Catholic priests unwilling to report sex abuse and other crimes revealed in confession to police
On July 18, 2012 At 1:11 am
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In Australia, Victoria is conducting a parliamentary investigation of the Catholic church's handling of child sex abuse and is considering whether priests should report crimes admitted to them in the sanctity of the confessional.
Joining ABC's "News Breakfast" program on July 17, Father Kevin Bourke of Our Lady Help of Christians said that he believes Catholic priests should not have to reveal crimes told to them in confession. "People feel safe or confident in approaching us that whatever they say, it will stay within the sacredness of that sacrament," he explained. Bourke speculated that every Catholic priest would not comply with an order from the parliament to reveal crimes confessed to them.
When asked whether he would report on a priest who came into the confessional booth confessing of "egregious, horrendous sexual abuse," Bourke said that although it would trouble his conscience, he would not report the confession to authorities. "You'd obviously work it through with them and recommend them to go and acknowledge what they've been up to and seek help and take responsibility for it."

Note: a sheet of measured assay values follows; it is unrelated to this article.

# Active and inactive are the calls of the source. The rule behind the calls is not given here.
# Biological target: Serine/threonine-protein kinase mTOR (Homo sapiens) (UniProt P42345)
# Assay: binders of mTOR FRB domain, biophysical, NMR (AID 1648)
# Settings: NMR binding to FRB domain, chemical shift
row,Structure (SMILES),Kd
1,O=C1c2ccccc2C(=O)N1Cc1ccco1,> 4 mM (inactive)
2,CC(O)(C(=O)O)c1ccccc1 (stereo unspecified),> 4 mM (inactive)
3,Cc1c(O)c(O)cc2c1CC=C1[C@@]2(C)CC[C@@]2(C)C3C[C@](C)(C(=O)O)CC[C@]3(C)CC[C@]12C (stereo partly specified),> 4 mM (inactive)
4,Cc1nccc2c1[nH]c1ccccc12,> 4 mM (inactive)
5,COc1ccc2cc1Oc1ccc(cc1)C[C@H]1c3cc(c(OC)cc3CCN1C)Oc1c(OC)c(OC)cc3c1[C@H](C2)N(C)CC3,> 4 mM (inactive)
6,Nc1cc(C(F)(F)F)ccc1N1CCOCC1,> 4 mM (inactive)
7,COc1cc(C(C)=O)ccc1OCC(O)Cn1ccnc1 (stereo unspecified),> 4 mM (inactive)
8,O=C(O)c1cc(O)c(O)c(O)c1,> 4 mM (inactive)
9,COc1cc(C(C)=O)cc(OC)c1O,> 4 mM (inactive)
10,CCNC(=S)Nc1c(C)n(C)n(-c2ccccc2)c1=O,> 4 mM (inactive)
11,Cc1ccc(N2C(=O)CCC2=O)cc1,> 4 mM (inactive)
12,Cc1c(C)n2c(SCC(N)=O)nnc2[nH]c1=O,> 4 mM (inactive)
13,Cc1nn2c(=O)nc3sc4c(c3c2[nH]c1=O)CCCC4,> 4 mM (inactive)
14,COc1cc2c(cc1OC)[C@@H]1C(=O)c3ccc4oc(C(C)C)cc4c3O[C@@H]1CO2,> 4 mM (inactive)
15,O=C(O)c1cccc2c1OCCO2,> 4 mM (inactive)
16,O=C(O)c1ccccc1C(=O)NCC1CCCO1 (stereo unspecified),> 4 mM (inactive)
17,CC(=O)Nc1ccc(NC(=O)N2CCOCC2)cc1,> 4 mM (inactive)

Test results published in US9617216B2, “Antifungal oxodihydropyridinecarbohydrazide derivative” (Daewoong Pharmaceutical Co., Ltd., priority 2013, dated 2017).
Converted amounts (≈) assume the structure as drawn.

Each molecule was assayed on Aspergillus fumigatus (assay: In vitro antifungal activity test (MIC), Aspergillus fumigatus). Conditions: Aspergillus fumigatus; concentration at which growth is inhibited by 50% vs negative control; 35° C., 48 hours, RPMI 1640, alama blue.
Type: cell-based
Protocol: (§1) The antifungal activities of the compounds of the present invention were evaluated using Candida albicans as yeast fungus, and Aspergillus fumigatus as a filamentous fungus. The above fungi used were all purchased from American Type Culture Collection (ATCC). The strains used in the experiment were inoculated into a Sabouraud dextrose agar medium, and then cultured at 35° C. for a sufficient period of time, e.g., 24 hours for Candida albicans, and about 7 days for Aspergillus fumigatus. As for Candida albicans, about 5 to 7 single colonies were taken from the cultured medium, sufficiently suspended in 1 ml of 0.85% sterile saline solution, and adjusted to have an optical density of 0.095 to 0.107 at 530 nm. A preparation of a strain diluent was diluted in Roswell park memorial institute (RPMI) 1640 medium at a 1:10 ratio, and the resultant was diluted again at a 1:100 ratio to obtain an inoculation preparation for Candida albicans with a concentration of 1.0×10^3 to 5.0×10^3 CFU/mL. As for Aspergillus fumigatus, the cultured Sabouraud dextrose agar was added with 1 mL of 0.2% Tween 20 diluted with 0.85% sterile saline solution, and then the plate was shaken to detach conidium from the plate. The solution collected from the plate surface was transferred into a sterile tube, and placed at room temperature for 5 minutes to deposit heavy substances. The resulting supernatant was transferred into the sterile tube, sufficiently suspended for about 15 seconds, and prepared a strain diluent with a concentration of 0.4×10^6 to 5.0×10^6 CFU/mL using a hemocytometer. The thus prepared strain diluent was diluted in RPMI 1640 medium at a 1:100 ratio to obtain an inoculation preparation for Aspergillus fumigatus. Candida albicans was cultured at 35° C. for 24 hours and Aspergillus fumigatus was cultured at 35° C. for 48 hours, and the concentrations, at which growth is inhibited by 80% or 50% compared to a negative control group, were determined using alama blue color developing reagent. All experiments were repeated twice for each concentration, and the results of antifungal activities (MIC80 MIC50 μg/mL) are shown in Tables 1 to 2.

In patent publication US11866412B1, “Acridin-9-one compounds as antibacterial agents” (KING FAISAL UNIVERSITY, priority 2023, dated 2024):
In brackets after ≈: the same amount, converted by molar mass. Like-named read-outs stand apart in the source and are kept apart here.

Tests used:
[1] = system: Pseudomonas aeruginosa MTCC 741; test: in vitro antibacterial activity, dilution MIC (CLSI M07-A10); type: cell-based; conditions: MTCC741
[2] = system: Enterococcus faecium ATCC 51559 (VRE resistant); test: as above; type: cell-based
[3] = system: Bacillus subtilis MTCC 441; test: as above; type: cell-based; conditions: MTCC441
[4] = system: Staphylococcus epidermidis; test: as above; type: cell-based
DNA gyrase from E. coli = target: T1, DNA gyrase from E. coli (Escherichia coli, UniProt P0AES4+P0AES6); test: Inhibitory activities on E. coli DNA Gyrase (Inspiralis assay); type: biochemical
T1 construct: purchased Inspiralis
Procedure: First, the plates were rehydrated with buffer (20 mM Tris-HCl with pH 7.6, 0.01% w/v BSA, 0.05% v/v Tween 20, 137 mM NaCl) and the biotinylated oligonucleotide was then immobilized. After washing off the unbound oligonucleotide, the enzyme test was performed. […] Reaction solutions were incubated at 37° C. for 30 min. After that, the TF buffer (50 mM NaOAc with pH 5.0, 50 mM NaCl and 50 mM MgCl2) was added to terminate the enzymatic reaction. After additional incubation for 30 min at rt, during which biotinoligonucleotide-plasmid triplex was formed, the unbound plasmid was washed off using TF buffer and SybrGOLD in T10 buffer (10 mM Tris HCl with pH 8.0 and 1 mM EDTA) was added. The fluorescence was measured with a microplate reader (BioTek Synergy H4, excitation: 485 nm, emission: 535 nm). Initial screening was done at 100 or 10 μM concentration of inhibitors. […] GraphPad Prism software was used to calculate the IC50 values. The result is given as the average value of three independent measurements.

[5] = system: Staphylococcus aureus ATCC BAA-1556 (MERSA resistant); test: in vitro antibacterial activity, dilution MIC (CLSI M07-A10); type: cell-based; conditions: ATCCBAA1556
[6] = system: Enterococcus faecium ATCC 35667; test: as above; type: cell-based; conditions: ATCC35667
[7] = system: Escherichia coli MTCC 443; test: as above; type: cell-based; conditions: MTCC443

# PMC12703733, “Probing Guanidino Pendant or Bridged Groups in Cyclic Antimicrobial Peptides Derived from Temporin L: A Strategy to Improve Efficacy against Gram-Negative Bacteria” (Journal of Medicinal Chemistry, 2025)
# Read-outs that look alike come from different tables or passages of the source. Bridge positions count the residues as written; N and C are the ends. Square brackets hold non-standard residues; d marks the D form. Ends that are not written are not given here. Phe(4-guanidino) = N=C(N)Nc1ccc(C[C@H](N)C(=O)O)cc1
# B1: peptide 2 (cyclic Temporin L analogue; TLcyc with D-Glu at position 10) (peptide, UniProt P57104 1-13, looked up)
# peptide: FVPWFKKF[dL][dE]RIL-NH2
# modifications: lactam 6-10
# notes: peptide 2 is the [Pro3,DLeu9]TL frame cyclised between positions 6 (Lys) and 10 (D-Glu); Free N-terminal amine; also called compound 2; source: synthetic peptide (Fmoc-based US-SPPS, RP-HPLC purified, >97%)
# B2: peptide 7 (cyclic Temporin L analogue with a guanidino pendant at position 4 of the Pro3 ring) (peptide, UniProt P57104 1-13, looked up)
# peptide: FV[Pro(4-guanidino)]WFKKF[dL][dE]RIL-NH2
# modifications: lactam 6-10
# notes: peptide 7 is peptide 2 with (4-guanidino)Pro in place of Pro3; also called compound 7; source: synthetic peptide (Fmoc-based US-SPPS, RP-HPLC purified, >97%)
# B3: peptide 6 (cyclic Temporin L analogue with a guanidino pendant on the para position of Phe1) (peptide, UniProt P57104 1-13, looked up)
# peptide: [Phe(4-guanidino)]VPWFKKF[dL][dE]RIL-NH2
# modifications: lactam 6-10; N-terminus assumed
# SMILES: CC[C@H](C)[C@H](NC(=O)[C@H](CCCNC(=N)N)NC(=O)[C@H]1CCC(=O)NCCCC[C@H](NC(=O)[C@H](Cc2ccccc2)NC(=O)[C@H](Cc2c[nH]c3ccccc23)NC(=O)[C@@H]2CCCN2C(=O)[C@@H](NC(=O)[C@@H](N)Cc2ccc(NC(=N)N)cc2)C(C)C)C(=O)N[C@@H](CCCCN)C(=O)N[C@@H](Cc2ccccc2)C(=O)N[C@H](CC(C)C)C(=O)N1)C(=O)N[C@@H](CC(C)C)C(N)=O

The ABC's interviewer scoffed that this was "taking responsibility."
Bourke, as well as other Catholic priests, would be willing to go to jail to uphold the "sanctity" of the confessional and not report criminal confessions. He admitted, however, that the church is not above the law.
Earlier, Father Frank Brennan, a human rights lawyer, told ABC that he would not reveal any confessions made in the confessional and would be willing to go to jail over it. If it were not under the confessional, he says that the same rules would apply to him as with any other citizen and he would have to report an admission of sexual abuse to police.
Brennan does not think that Catholic leaders want to hide the sexual abuse issues and thinks that the church is trying to "improve on these issues." Sexual abuse is criminal activity, he said, and spoke with ABC at length about measures that should be taken to address situations where children have suffered from it.
"Confession is a simple case," Brennan said. "I am not at liberty to disclose that to anybody and yes, as a priest, I would agree to going to jail rather than having to disclose what was revealed to me in confession." Church leaders confessing to sex abuse could be reported internally, he thought, through the "Towards Healing Protocol."